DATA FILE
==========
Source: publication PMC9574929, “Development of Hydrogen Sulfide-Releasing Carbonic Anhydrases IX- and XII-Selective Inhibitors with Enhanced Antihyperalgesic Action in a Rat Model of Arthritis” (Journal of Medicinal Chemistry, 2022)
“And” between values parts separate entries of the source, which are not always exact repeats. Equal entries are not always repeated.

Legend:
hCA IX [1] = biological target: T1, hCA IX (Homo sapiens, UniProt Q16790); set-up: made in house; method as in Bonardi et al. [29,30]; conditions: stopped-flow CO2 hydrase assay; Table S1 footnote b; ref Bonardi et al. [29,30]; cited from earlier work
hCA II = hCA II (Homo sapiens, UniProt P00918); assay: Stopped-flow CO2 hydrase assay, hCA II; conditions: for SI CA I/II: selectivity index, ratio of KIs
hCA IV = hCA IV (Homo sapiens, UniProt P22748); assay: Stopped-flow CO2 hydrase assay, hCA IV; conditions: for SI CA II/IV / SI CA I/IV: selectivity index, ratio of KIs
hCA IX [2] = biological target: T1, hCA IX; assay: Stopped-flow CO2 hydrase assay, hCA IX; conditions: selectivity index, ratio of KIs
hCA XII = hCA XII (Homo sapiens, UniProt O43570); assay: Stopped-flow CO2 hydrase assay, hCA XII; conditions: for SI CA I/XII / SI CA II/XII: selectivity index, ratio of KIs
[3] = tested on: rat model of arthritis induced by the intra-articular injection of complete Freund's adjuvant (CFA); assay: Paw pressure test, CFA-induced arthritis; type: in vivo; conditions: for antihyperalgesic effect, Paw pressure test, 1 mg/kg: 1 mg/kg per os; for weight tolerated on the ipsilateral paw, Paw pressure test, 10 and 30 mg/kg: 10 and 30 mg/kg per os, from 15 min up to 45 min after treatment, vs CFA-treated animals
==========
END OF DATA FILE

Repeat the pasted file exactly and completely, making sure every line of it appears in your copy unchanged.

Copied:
Source: publication PMC9574929, “Development of Hydrogen Sulfide-Releasing Carbonic Anhydrases IX- and XII-Selective Inhibitors with Enhanced Antihyperalgesic Action in a Rat Model of Arthritis” (Journal of Medicinal Chemistry, 2022)
“And” between values parts separate entries of the source, which are not always exact repeats. Equal entries are not always repeated.

Legend:
hCA IX [1] = biological target: T1, hCA IX (Homo sapiens, UniProt Q16790); set-up: made in house; method as in Bonardi et al. [29,30]; conditions: stopped-flow CO2 hydrase assay; Table S1 footnote b; ref Bonardi et al. [29,30]; cited from earlier work
hCA II = hCA II (Homo sapiens, UniProt P00918); assay: Stopped-flow CO2 hydrase assay, hCA II; conditions: for SI CA I/II: selectivity index, ratio of KIs
hCA IV = hCA IV (Homo sapiens, UniProt P22748); assay: Stopped-flow CO2 hydrase assay, hCA IV; conditions: for SI CA II/IV / SI CA I/IV: selectivity index, ratio of KIs
hCA IX [2] = biological target: T1, hCA IX; assay: Stopped-flow CO2 hydrase assay, hCA IX; conditions: selectivity index, ratio of KIs
hCA XII = hCA XII (Homo sapiens, UniProt O43570); assay: Stopped-flow CO2 hydrase assay, hCA XII; conditions: for SI CA I/XII / SI CA II/XII: selectivity index, ratio of KIs
[3] = tested on: rat model of arthritis induced by the intra-articular injection of complete Freund's adjuvant (CFA); assay: Paw pressure test, CFA-induced arthritis; type: in vivo; conditions: for antihyperalgesic effect, Paw pressure test, 1 mg/kg: 1 mg/kg per os; for weight tolerated on the ipsilateral paw, Paw pressure test, 10 and 30 mg/kg: 10 and 30 mg/kg per os, from 15 min up to 45 min after treatment, vs CFA-treated animals